One big theme from the interviews I conducted on my recent African trip is that tax officials in developing countries are really starting to raise concerns about some of their tax treaties. This is particularly true of treaties with the Netherlands, Mauritius and other countries that can leave them vulnerable to treaty shopping, although it doesn’t stop there.
Why are you thinking about this now? I asked. One finance ministry official told me that there had been three factors: first, seeing countries such as Mongolia and Argentina cancel some of their treaties; second, recent NGO reports that had focused on the abuse of tax treaties, in particular the ActionAid report on Zambia sugar; third, the growing body of practical experience inside the country’s revenue authority.
If developing countries are watching what each other does, as well as learning from their own experiences, that’s interesting for international relations. It means we can draw direct parallels with Bilateral Investment Treaties (BITs), where a similar process has been studied in a lot more depth. This first chart compares the growth in BITs and tax treaties (DTTs) over time.
Whereas the number of tax treaties is still on the upward slope of a comparatively gentle exponential rise, investment treaties went through an explosive period in the mid 1990s and early 2000s, before tailing off almost to zero. (By the way, bilateral investment treaties are usually signed by developing countries, since this is the situation where investors are most concerned about possible appropriation of their investments by governments. The chart below shows that the overall pattern for tax treaties is the same if you only consider treaties signed by developing countries)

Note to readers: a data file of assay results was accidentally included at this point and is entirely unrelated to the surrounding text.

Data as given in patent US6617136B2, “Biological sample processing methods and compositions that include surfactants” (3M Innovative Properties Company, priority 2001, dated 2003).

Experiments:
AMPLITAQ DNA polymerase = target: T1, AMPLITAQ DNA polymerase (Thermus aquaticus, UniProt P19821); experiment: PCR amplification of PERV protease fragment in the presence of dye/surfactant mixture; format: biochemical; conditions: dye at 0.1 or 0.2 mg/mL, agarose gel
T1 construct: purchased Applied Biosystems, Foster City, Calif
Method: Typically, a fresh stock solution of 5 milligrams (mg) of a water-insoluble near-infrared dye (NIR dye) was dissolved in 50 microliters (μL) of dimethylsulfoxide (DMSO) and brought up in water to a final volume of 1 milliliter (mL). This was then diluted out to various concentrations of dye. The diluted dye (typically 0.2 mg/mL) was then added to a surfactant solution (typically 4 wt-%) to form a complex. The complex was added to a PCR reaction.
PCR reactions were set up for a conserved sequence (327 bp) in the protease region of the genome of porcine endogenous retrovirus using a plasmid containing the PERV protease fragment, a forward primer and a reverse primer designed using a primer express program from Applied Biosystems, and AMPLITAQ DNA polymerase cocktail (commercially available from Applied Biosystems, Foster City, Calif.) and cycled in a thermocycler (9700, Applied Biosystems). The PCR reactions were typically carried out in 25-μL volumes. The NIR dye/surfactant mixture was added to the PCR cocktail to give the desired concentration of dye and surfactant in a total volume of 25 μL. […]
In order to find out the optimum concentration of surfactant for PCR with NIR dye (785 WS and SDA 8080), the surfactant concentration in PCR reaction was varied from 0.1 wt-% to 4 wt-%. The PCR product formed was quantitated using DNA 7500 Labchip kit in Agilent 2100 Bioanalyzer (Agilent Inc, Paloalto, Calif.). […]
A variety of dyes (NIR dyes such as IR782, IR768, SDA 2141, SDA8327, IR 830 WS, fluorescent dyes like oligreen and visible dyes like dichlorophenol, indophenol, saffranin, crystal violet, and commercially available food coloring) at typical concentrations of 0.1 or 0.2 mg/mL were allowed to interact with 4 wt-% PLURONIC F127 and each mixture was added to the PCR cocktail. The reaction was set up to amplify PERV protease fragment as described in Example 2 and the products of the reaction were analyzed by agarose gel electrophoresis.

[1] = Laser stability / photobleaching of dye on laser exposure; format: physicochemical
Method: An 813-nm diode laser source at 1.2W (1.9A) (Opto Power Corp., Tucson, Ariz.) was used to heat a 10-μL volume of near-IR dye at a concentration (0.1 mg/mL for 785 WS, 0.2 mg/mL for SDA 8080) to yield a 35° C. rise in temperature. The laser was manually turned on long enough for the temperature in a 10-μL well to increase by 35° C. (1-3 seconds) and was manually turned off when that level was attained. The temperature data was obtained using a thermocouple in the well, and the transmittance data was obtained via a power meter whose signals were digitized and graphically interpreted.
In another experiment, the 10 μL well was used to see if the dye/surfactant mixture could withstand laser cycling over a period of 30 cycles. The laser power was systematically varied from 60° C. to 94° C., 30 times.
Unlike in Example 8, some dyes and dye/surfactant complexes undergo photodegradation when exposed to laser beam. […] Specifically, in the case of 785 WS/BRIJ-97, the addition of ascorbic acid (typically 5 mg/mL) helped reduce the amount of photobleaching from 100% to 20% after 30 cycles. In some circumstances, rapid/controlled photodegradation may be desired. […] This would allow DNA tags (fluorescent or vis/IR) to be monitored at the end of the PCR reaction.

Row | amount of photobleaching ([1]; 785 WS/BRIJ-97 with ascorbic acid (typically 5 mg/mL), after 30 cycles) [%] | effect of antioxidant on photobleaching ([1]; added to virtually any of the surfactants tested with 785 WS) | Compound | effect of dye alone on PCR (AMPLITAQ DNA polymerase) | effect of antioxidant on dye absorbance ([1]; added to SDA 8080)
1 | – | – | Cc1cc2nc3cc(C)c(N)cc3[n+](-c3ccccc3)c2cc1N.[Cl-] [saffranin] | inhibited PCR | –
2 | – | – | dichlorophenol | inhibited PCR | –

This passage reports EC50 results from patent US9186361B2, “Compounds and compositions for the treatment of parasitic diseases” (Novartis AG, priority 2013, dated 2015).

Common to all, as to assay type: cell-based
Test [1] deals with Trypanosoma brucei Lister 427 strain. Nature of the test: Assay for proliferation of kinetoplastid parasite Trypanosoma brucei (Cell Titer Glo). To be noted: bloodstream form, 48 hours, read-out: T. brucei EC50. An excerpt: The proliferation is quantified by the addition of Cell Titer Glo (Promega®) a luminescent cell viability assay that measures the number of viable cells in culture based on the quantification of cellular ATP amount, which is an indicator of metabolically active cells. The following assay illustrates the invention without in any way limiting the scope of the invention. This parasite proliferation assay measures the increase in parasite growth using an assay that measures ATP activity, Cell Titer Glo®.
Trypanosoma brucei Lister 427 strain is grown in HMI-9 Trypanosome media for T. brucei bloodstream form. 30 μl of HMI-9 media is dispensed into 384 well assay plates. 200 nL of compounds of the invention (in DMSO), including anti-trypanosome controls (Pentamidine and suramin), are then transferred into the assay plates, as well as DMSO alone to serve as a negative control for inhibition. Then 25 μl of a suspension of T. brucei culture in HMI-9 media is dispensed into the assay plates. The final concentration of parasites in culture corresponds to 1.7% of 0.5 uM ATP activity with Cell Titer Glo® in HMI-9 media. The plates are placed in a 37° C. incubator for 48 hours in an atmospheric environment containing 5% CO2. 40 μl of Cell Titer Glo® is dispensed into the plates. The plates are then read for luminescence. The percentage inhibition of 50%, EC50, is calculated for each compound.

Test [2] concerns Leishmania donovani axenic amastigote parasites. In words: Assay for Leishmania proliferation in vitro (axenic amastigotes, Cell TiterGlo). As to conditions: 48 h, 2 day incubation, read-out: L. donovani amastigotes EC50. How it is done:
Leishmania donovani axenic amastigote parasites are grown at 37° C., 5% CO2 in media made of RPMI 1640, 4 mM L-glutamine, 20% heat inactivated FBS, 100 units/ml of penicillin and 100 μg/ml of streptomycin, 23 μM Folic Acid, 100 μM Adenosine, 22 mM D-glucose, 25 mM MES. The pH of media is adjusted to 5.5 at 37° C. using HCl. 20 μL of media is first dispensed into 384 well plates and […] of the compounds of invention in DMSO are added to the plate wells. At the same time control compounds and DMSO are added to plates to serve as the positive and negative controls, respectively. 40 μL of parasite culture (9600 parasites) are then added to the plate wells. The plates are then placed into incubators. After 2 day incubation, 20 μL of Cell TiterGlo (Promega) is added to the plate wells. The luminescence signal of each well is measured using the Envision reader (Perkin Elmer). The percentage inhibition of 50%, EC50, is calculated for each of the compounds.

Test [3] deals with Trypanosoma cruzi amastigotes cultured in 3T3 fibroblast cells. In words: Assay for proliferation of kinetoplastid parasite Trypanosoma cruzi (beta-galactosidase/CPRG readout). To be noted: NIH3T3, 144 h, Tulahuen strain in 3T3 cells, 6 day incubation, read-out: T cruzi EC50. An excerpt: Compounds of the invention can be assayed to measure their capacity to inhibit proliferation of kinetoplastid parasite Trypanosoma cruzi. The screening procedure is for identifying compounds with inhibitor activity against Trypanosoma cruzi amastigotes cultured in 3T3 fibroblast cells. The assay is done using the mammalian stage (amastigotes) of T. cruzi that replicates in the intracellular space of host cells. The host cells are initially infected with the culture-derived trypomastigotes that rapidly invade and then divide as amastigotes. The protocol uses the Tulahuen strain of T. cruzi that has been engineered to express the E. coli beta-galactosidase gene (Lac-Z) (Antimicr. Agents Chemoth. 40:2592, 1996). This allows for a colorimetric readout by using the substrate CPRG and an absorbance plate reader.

The now-classic explanation for this pattern of “three waves of diffusion” of BITs is as follows [pdf]:
In the first period, BITs provided a solution to the time inconsistency problem facing host governments and foreign investors. In the second period, these treaties became the global standard governing foreign investment. As the density of BITs among peer countries increased, more countries signed them in order to gain legitimacy and acceptance without a full understanding of their costs and competencies. More recently, as the potential legal liabilities involved in BIT signing have become more broadly understood, the pattern of adoption has reverted to a more competitive and rational logic.
Lauge Poulsen and Emma Aisbett present some pretty convincing evidence that the tailing off of BIT signatures in that “third wave” came as countries started to see the consequences of their actions in the form of claims made by investors. Their study suggests that countries only really learned from their own experience, or to a lesser extent from that of other countries in their own region: their field of vision didn’t extend much further than this.
I think there are three relevant points for the comparison between tax treaties and investment treaties. First, there has been no significant tailing off in tax treaty signings yet, which is consistent with the fact that there has not been the same volume of high-stakes disputes resulting from tax treaties as there has been over investment treaties. The comparison seems to offer support for Poulsen and Aisbett’s argument.